There have been 35 exchanges between Lord Ahmad of Wimbledon and Department for International Development
|Wed 29th July 2020||Global Human Rights Sanctions Regulations 2020 (Lords Chamber)||6 interactions (3,580 words)|
|Wed 22nd July 2020||China (Lords Chamber)||34 interactions (2,150 words)|
|Tue 21st July 2020||Hong Kong (Lords Chamber)||23 interactions (734 words)|
|Tue 14th July 2020||Taiwan (Lords Chamber)||21 interactions (502 words)|
|Mon 13th July 2020||Libya (Lords Chamber)||24 interactions (717 words)|
|Thu 9th July 2020||Global Human Rights Sanctions Regime (Lords Chamber)||23 interactions (800 words)|
|Wed 8th July 2020||Bahrain (Lords Chamber)||19 interactions (800 words)|
|Wed 8th July 2020||Global Human Rights Sanctions Regime (Lords Chamber)||34 interactions (2,449 words)|
|Thu 2nd July 2020||Hong Kong National Security Legislation (Lords Chamber)||35 interactions (2,988 words)|
|Tue 30th June 2020||Korea (Lords Chamber)||23 interactions (708 words)|
|Mon 29th June 2020||China (Lords Chamber)||23 interactions (776 words)|
|Tue 23rd June 2020||Rwanda (Lords Chamber)||25 interactions (763 words)|
|Wed 17th June 2020||China (Lords Chamber)||21 interactions (693 words)|
|Mon 8th June 2020||Press Freedom (Lords Chamber)||21 interactions (801 words)|
|Thu 4th June 2020||Yemen: Humanitarian Aid Funding (Lords Chamber)||23 interactions (1,024 words)|
|Thu 4th June 2020||Hong Kong: Human Rights (Lords Chamber)||2 interactions (1,985 words)|
|Tue 2nd June 2020||Hong Kong (Lords Chamber)||23 interactions (1,183 words)|
|Wed 20th May 2020||Covid-19: Refugee Camps (Lords Chamber)||20 interactions (645 words)|
|Thu 14th May 2020||British Citizens Stranded Overseas (Lords Chamber)||20 interactions (819 words)|
|Wed 13th May 2020||Syria (Lords Chamber)||21 interactions (437 words)|
|Wed 6th May 2020||Israel: West Bank (Lords Chamber)||20 interactions (440 words)|
|Thu 30th April 2020||Syria (Lords Chamber)||21 interactions (873 words)|
|Thu 30th April 2020||Covid-19: Repatriation of UK Nationals (Lords Chamber)||26 interactions (5,335 words)|
|Tue 24th March 2020||British Citizens Abroad (Lords Chamber)||11 interactions (1,679 words)|
|Mon 23rd March 2020||Integrated Security, Defence and Foreign Policy Review (Lords Chamber)||11 interactions (524 words)|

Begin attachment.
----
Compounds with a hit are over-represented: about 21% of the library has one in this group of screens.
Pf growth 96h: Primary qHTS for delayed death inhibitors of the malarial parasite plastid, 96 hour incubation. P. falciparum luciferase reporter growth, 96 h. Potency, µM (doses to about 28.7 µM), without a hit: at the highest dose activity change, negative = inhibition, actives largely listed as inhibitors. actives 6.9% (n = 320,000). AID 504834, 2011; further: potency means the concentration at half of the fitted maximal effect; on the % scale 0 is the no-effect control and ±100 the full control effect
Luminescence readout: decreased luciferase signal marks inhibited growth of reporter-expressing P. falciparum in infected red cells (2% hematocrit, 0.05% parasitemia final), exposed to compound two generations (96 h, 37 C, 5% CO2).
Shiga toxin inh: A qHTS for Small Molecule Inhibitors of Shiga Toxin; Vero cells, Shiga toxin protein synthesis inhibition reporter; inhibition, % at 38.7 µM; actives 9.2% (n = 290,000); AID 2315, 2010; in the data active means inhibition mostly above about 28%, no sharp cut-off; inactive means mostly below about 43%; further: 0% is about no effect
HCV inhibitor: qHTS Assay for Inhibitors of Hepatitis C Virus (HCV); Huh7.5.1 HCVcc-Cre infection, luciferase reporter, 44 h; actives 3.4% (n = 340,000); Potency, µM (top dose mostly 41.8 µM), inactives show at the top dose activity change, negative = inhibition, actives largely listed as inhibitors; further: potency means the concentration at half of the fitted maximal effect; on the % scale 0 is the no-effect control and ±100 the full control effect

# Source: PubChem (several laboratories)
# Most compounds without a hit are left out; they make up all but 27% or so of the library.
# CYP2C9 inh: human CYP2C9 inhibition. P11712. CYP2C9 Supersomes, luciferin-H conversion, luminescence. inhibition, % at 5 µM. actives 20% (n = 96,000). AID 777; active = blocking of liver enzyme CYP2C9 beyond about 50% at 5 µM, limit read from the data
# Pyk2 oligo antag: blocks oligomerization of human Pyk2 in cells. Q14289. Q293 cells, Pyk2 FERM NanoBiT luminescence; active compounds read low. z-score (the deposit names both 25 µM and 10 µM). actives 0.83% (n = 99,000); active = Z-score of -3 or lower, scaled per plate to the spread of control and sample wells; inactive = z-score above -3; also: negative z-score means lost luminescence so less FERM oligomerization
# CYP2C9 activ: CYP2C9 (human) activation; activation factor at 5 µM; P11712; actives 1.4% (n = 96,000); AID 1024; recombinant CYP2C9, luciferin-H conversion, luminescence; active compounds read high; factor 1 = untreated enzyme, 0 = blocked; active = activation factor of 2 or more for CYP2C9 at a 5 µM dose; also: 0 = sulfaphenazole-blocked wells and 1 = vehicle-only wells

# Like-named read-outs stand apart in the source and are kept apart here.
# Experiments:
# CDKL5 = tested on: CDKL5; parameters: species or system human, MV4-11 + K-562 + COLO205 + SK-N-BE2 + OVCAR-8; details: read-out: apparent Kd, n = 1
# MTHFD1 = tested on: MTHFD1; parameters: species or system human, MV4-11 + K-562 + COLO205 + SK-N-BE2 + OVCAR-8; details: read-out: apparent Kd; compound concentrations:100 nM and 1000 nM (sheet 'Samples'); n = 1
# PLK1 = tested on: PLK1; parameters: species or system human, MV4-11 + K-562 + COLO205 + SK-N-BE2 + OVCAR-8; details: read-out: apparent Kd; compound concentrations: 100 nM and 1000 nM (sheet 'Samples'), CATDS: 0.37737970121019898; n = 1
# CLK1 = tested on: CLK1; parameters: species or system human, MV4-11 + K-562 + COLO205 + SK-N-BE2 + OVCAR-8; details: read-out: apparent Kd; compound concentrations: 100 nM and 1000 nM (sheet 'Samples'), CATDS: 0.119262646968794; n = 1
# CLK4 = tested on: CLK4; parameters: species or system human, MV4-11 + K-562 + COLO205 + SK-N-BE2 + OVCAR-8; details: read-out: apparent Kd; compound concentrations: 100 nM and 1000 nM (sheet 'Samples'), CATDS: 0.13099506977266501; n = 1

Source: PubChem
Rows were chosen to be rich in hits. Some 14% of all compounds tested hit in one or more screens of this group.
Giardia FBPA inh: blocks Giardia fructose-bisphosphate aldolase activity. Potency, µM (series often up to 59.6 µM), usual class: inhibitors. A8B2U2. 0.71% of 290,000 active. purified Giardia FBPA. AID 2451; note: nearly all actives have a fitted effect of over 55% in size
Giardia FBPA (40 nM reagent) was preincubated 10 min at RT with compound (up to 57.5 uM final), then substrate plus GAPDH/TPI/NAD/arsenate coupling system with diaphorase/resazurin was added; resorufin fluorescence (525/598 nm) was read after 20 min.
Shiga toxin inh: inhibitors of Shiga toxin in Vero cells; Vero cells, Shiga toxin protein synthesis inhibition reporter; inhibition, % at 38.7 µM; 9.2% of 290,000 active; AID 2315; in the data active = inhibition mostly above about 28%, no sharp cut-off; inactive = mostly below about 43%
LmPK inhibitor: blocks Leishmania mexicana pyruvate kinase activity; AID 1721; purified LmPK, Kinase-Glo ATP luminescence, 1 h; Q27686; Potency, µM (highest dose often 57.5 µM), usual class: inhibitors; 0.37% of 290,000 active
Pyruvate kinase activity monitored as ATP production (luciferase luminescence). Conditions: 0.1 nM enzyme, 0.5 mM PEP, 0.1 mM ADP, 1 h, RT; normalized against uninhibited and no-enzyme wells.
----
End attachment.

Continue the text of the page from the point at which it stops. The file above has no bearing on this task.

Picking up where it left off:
|Thu 19th March 2020||Yemen (Lords Chamber)||12 interactions (697 words)|
|Thu 19th March 2020||Hong Kong: Covid-19 (Lords Chamber)||5 interactions (2,691 words)|
|Tue 17th March 2020||Covid-19 Update (Lords Chamber)||28 interactions (3,696 words)|
|Tue 10th March 2020||Refugee Crisis: Greece and Turkey (Lords Chamber)||17 interactions (1,277 words)|
|Mon 9th March 2020||Continuity Agreement: Kingdom of Morocco (Lords Chamber)||2 interactions (292 words)|
|Mon 2nd March 2020||Organ Trafficking: Sanctions (Lords Chamber)||16 interactions (682 words)|
|Thu 27th February 2020||Israel and Palestine: United States’ Proposals for Peace (Lords Chamber)||3 interactions (1,814 words)|
|Wed 26th February 2020||Saudi Arabia: Death Penalty (Lords Chamber)||12 interactions (824 words)|
|Mon 24th February 2020||Syria (Lords Chamber)||13 interactions (1,301 words)|
|Wed 6th December 2017||Sanctions and Anti-Money Laundering Bill [HL] (Lords Chamber)||18 interactions (5,253 words)|
I thank the Minister for his introduction, wish him a well-deserved break and again press him about sanctions against key individuals over escalating human rights violations in Zimbabwe and corruption in South Africa.
In Zimbabwe, three women have recently been abducted and tortured: opposition MP and former Canon Collins scholar Joana Mamombe, together with Netsai Marova and Cecilia Chimbiri. On 20 July, highly respected journalist Hopewell Chin’ono was arrested and denied bail for supporting an anti-corruption protest and faces 10 years in jail. Opposition leader Jacob Ngarivhume was arrested, and youth leader Takunda Madzana abducted and tortured by state security agents on 26 July. As well as rampant corruption, there is a pattern of ongoing human rights violations under the cover of Covid-19 crackdowns. Can the Government update their sanctions to cover more Zimbabwean Ministers and security chiefs?
Why are not British sanctions also being applied to the Gupta brothers over their role in a massive corruption and money laundering operation linked to the former South African President, Jacob Zuma, which robbed taxpayers of over £500 million—billions were robbed? What have the British Government done about my letter to the Chancellor on 11 October 2019, in which I gave identification details of Rajesh, Atul and Ajay Gupta, who escaped South Africa to live freely in both Dubai and India? They used a corrupt network of their own companies, buttressed by shadowy shell companies. Surely, just as the United States Treasury sanctions forbid US entities from doing business with this Gupta family or handling their assets, so all UK entities should face the same ban, including London-based banks such as HSBC, Standard Chartered and the Bank of Baroda, which in recent years facilitated money laundering by the Gupta brothers on a grand scale.
Break in Debate
My Lords, the regulations have the full support of these Benches. As the Minister said, they are the result of cross-party work generally and also in this Chamber when we were dealing with the sanctions Act. Many changes and concessions were made during the progress of that Act, which I very much welcome.
However, the powers in these regulations are not enough on their own. They must be used correctly, be applied to the correct individuals and form part of a wider foreign policy that stands for human rights. There must be consistency in the Government’s approach, as the right reverend Prelate the Bishop of Rochester highlighted. So, although the designation of individuals linked to the Saudi regime is welcome, the decision to resume arms sales for use by the same regime in the Yemeni conflict is inconsistent with our intolerance of human rights abuse.